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Why successful digital transformation puts people first

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When we think of digital transformation, technologies like AI or IoT immediately come to mind.

In practice, however, as organizations continue to realize that digital transformation is necessary — and that it isn’t too late to start — it’s people that need to be at the center of the journey. 

For DevOps.com, Margaret Dawson detailed six human factors that, when addressed during the process, work to the benefit of digital transformation (DX):

1) Shifting the organizational culture: For DX to work, organizations need complete buy-in from everyone involved. The result is an empowered workforce across the organization, all contributing to decision-making.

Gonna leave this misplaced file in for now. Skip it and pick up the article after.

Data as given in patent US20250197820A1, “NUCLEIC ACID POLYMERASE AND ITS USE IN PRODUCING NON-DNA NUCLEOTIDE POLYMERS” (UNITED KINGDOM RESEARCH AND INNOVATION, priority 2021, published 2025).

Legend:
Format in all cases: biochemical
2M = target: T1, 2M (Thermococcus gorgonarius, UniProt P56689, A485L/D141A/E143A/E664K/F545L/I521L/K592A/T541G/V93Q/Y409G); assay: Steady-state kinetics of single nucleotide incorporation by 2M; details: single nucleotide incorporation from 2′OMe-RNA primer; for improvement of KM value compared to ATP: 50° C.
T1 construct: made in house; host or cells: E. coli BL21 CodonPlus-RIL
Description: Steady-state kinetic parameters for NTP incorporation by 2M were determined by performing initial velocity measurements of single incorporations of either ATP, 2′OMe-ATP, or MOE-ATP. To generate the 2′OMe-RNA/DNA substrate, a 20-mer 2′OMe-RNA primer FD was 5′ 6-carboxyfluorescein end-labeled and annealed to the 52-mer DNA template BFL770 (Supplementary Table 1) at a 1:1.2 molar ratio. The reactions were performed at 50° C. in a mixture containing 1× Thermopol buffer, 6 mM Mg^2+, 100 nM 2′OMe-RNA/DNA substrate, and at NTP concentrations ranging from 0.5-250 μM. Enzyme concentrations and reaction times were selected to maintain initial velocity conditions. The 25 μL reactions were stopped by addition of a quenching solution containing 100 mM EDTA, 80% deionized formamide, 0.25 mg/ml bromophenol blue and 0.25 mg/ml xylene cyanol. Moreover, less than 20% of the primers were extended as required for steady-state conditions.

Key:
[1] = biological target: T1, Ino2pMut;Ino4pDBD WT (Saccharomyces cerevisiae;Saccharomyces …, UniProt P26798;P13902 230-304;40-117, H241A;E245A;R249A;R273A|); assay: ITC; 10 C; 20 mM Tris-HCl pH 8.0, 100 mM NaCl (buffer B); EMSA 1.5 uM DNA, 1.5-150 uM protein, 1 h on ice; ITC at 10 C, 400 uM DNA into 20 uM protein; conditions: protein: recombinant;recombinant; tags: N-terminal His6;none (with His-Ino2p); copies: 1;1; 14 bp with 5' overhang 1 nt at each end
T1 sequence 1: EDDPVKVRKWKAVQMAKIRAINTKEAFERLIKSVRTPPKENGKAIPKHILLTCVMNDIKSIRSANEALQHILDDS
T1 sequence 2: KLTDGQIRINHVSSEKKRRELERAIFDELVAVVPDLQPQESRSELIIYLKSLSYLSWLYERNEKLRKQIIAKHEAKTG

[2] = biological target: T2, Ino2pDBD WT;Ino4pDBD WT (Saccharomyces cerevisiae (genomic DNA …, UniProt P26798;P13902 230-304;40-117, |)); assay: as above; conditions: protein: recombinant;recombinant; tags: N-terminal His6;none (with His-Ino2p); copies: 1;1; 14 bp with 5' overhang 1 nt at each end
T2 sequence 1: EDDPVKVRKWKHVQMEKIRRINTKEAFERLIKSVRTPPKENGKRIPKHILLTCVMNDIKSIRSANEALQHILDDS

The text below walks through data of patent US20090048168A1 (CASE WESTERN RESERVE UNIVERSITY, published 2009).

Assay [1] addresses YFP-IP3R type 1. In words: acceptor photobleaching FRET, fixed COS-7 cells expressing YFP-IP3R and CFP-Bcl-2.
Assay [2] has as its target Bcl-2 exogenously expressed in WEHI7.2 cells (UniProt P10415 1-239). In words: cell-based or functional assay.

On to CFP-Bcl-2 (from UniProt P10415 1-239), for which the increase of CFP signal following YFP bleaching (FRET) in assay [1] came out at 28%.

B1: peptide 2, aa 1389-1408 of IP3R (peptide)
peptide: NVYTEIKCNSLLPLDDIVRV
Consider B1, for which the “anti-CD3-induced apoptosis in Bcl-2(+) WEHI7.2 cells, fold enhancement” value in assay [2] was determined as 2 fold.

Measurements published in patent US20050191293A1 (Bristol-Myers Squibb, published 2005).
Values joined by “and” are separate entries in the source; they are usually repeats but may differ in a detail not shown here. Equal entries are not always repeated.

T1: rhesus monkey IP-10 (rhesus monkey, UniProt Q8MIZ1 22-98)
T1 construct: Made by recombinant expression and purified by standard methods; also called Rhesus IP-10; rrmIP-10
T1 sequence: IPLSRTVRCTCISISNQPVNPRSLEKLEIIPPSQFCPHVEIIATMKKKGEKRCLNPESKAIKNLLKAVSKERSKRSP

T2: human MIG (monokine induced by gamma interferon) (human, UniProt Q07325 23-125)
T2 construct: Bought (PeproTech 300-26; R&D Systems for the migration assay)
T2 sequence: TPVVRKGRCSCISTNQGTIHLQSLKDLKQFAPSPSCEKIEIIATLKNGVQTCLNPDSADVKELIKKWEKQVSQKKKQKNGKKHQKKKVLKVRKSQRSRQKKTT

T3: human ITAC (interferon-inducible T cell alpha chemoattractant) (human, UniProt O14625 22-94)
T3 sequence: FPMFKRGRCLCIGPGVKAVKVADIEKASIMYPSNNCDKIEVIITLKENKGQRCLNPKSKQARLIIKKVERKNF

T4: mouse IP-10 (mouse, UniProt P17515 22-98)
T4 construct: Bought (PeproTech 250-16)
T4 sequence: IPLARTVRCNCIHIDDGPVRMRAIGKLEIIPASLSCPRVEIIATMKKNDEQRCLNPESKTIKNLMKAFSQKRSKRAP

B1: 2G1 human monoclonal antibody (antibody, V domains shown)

People need to connect to the change and feel they can have an impact,” explains Dawson.

2) Understanding the destination: Once buy-in takes places, an understanding of (and agreement with) the digital transformation vision is needed across the board. 

Simply put, when you start, make sure the end is in mind. 

Dawson cites research from Gartner showing that 50 percent of organizations “have no digital transformation metric or way to measure progress for digital transformation.” Clear metrics of success make the DX journey measurable. 

3) De-silo your teams: Collaboration and digital transformation go hand in hand. When teams remain within their silos, the necessary data, analytics, and processes can’t seamlessly flow.

Laddering back up to the previous two points, “without a culture of trust and a shared agreement on the end goal from across the organization, you won’t be able to break down these silos,” Dawson explains.